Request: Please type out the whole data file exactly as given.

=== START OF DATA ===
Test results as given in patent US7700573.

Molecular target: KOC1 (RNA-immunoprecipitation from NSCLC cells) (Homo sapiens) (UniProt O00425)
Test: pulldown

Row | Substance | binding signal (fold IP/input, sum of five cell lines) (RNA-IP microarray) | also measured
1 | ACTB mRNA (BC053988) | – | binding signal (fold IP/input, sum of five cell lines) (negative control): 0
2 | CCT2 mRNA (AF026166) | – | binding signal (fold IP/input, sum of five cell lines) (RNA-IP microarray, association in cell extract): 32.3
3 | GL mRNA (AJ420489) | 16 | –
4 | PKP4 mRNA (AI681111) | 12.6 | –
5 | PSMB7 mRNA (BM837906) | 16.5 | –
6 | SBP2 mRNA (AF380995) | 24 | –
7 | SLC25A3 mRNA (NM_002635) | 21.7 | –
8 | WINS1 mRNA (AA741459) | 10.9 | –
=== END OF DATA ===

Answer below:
Test results as given in patent US7700573.

Molecular target: KOC1 (RNA-immunoprecipitation from NSCLC cells) (Homo sapiens) (UniProt O00425)
Test: pulldown

Row | Substance | binding signal (fold IP/input, sum of five cell lines) (RNA-IP microarray) | also measured
1 | ACTB mRNA (BC053988) | – | binding signal (fold IP/input, sum of five cell lines) (negative control): 0
2 | CCT2 mRNA (AF026166) | – | binding signal (fold IP/input, sum of five cell lines) (RNA-IP microarray, association in cell extract): 32.3
3 | GL mRNA (AJ420489) | 16 | –
4 | PKP4 mRNA (AI681111) | 12.6 | –
5 | PSMB7 mRNA (BM837906) | 16.5 | –
6 | SBP2 mRNA (AF380995) | 24 | –
7 | SLC25A3 mRNA (NM_002635) | 21.7 | –
8 | WINS1 mRNA (AA741459) | 10.9 | –